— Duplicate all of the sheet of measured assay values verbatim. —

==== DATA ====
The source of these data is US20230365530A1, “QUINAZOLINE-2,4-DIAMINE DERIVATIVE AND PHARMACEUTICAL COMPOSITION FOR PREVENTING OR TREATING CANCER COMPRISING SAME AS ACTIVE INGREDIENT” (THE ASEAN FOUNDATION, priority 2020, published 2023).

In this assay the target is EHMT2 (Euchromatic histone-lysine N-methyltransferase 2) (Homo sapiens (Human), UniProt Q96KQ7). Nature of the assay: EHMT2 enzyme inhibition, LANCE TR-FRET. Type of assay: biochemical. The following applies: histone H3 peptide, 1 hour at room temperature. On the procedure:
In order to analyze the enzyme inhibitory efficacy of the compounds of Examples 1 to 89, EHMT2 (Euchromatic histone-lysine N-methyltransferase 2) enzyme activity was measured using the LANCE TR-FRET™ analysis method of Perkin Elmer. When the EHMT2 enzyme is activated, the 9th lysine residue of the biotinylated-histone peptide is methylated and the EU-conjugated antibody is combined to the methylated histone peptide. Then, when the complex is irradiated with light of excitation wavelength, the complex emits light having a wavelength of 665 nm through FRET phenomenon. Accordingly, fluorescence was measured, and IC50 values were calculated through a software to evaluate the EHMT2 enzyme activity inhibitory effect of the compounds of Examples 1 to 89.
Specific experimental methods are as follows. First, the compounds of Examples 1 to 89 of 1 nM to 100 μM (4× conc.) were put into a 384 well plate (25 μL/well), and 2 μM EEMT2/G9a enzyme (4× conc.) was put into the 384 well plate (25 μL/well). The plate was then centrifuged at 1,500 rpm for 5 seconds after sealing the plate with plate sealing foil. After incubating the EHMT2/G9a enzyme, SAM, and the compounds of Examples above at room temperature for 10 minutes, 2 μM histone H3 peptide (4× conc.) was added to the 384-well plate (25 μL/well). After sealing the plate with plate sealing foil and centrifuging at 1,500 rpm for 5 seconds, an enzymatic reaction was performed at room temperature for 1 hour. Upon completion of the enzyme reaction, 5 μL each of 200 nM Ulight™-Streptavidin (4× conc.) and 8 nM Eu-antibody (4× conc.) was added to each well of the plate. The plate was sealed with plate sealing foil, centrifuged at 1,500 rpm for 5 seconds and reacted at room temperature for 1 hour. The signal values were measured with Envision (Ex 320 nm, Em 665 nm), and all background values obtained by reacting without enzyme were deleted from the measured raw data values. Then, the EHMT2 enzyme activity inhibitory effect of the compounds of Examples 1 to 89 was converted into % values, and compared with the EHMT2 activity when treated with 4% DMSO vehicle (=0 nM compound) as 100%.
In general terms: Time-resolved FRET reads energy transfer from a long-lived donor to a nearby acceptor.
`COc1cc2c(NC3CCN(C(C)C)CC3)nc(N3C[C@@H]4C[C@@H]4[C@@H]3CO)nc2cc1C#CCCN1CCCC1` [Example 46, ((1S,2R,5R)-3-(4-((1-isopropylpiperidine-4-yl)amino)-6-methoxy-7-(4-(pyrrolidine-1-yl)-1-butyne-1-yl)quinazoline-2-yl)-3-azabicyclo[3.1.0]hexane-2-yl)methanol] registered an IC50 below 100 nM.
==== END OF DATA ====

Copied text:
The source of these data is US20230365530A1, “QUINAZOLINE-2,4-DIAMINE DERIVATIVE AND PHARMACEUTICAL COMPOSITION FOR PREVENTING OR TREATING CANCER COMPRISING SAME AS ACTIVE INGREDIENT” (THE ASEAN FOUNDATION, priority 2020, published 2023).

In this assay the target is EHMT2 (Euchromatic histone-lysine N-methyltransferase 2) (Homo sapiens (Human), UniProt Q96KQ7). Nature of the assay: EHMT2 enzyme inhibition, LANCE TR-FRET. Type of assay: biochemical. The following applies: histone H3 peptide, 1 hour at room temperature. On the procedure:
In order to analyze the enzyme inhibitory efficacy of the compounds of Examples 1 to 89, EHMT2 (Euchromatic histone-lysine N-methyltransferase 2) enzyme activity was measured using the LANCE TR-FRET™ analysis method of Perkin Elmer. When the EHMT2 enzyme is activated, the 9th lysine residue of the biotinylated-histone peptide is methylated and the EU-conjugated antibody is combined to the methylated histone peptide. Then, when the complex is irradiated with light of excitation wavelength, the complex emits light having a wavelength of 665 nm through FRET phenomenon. Accordingly, fluorescence was measured, and IC50 values were calculated through a software to evaluate the EHMT2 enzyme activity inhibitory effect of the compounds of Examples 1 to 89.
Specific experimental methods are as follows. First, the compounds of Examples 1 to 89 of 1 nM to 100 μM (4× conc.) were put into a 384 well plate (25 μL/well), and 2 μM EEMT2/G9a enzyme (4× conc.) was put into the 384 well plate (25 μL/well). The plate was then centrifuged at 1,500 rpm for 5 seconds after sealing the plate with plate sealing foil. After incubating the EHMT2/G9a enzyme, SAM, and the compounds of Examples above at room temperature for 10 minutes, 2 μM histone H3 peptide (4× conc.) was added to the 384-well plate (25 μL/well). After sealing the plate with plate sealing foil and centrifuging at 1,500 rpm for 5 seconds, an enzymatic reaction was performed at room temperature for 1 hour. Upon completion of the enzyme reaction, 5 μL each of 200 nM Ulight™-Streptavidin (4× conc.) and 8 nM Eu-antibody (4× conc.) was added to each well of the plate. The plate was sealed with plate sealing foil, centrifuged at 1,500 rpm for 5 seconds and reacted at room temperature for 1 hour. The signal values were measured with Envision (Ex 320 nm, Em 665 nm), and all background values obtained by reacting without enzyme were deleted from the measured raw data values. Then, the EHMT2 enzyme activity inhibitory effect of the compounds of Examples 1 to 89 was converted into % values, and compared with the EHMT2 activity when treated with 4% DMSO vehicle (=0 nM compound) as 100%.
In general terms: Time-resolved FRET reads energy transfer from a long-lived donor to a nearby acceptor.
`COc1cc2c(NC3CCN(C(C)C)CC3)nc(N3C[C@@H]4C[C@@H]4[C@@H]3CO)nc2cc1C#CCCN1CCCC1` [Example 46, ((1S,2R,5R)-3-(4-((1-isopropylpiperidine-4-yl)amino)-6-methoxy-7-(4-(pyrrolidine-1-yl)-1-butyne-1-yl)quinazoline-2-yl)-3-azabicyclo[3.1.0]hexane-2-yl)methanol] registered an IC50 below 100 nM.